Subject: jobs figures
BRUCE GUTHRIE: It’s thirteen minutes to nine. I’d love to hear from you on 1300 222 774. Perhaps you're a Phillip Island resident. Perhaps you have a view on this impending court action.
And I’d also like to hear from you on our next story which is yesterday’s job figures which showed essentially that there is no jobs growth, in fact it’s going backwards.
But if you’ve got a job, you’re probably working longer hours than ever. So it’s almost like a two speed jobs market. You’re either unemployed or you’re overworked. Bill Shorten is the Acting Treasurer and he joins me on the line.
Good morning Mr Shorten. Well he doesn’t join me on the line actually. Mr Shorten has gone. We’re not quite sure what’s happened there.
We will go to some text messages. Louise says, where was Greg Hunt when the environment needed defending against the desalt plant, much more detrimental and far reaching effects for all Victorians. Just listening to the lawyer representing the speculator, this is all about money says Mick of Ballarat.
If the vendor had known of the re-zoning, would the vendor have sold? Isn’t the decision by the Minister’s whim an abuse of power in the first place? Isn’t the plaintiff just a property speculator? I asked the lawyer about that. He refused to comment. I think Mr Shorten is on the line now.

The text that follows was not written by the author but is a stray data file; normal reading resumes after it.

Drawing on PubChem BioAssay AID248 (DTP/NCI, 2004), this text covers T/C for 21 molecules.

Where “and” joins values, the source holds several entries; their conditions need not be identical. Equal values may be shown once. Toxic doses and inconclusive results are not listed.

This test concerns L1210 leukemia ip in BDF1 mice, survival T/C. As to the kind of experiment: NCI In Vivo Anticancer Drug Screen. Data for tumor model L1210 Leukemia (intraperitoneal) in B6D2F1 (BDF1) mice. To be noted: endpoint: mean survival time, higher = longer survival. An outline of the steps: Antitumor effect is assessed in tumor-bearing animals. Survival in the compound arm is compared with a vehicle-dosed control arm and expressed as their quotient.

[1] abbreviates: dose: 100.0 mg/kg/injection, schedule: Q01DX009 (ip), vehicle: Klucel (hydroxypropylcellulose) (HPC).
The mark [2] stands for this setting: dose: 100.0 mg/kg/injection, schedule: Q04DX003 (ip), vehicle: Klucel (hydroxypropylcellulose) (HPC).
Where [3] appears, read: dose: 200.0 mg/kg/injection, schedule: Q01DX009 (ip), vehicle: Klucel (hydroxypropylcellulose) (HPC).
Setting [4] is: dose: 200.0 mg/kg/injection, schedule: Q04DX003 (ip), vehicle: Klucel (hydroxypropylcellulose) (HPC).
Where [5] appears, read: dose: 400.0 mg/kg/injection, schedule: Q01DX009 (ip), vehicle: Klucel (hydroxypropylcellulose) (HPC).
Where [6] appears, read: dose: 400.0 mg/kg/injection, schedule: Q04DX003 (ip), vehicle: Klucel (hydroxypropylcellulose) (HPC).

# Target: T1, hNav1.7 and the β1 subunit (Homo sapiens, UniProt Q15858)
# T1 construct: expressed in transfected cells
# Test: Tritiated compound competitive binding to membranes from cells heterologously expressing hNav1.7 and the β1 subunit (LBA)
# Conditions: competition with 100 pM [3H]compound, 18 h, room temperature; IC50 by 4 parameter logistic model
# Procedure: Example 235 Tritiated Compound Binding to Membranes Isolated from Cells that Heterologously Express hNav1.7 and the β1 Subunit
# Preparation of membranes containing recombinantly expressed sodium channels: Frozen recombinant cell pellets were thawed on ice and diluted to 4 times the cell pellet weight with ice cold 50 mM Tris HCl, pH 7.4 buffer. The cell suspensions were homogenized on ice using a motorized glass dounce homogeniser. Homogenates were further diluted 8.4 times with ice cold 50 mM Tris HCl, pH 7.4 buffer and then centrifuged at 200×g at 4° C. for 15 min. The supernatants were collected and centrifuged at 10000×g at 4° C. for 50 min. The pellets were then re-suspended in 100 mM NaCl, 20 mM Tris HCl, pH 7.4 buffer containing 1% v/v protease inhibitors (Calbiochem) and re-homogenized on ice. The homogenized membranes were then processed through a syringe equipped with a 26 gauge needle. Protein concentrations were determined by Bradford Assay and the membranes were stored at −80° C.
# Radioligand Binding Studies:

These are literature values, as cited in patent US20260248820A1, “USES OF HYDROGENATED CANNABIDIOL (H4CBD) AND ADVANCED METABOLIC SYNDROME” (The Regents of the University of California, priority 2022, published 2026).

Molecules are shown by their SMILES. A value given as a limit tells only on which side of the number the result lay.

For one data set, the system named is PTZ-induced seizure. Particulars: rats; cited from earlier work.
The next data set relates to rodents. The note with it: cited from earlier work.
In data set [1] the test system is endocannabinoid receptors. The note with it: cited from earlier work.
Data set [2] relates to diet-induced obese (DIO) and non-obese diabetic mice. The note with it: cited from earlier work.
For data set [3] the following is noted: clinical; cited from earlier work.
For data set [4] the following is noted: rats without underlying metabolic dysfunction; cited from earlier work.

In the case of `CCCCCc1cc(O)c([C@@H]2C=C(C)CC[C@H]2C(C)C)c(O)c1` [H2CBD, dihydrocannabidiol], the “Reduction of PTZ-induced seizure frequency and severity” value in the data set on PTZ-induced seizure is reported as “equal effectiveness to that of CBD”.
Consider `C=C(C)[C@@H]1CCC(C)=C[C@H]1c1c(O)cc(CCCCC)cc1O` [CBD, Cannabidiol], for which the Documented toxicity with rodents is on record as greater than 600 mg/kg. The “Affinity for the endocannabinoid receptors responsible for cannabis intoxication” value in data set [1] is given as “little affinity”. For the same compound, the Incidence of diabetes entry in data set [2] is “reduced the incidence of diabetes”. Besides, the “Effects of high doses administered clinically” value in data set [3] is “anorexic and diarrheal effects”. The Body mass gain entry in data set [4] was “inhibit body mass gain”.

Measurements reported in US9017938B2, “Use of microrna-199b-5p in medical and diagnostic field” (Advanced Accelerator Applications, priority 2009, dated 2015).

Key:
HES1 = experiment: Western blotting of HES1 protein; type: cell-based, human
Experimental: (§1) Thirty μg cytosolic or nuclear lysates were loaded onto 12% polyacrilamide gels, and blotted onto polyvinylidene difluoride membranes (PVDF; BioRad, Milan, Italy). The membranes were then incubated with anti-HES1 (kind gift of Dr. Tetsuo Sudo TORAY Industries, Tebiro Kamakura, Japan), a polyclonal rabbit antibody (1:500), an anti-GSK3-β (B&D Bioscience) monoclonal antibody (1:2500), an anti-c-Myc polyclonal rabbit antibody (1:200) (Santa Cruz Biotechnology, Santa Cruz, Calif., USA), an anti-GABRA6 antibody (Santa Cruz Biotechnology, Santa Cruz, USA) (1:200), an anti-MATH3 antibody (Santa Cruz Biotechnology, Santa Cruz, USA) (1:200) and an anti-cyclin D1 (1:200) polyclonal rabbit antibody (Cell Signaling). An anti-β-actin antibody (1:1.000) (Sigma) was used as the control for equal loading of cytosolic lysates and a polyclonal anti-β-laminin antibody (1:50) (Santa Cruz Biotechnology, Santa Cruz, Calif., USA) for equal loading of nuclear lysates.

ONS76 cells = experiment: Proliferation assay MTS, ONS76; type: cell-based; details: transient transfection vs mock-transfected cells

Good morning Bill.
BILL SHORTEN: Good morning Bruce.
BRUCE GUTHRIE: How are you? These figures yesterday were sort of disappointing on a lot of levels. Full time employment rose by twenty-four-thousand-five-hundred to eight million in December. Part time employment was down. There were tough times in seasonal industries such as retail and hospitality. Total employment fell. How are you going to fix all this?
BILL SHORTEN: Well let’s not spin the numbers. It is clear that jobs growth is slowing in Australia. By the same token, let’s not spin it too negatively either. Compared to the rest of the world and historically, our unemployment numbers are still very low.
The challenge for the future therefore, to answer your question is some industries are adjusting just like the big thing which will happen in our generation Bruce and the generation of our children is the move from the west to the east in terms of economic power.
The big change is that some of the industries which were employing people twenty years ago and thirty years ago are not employing the same number of people now. New industries will rise and we’ve got to make sure the workforce is skilled and that we are strategically helping our economy change so that people don’t get left behind.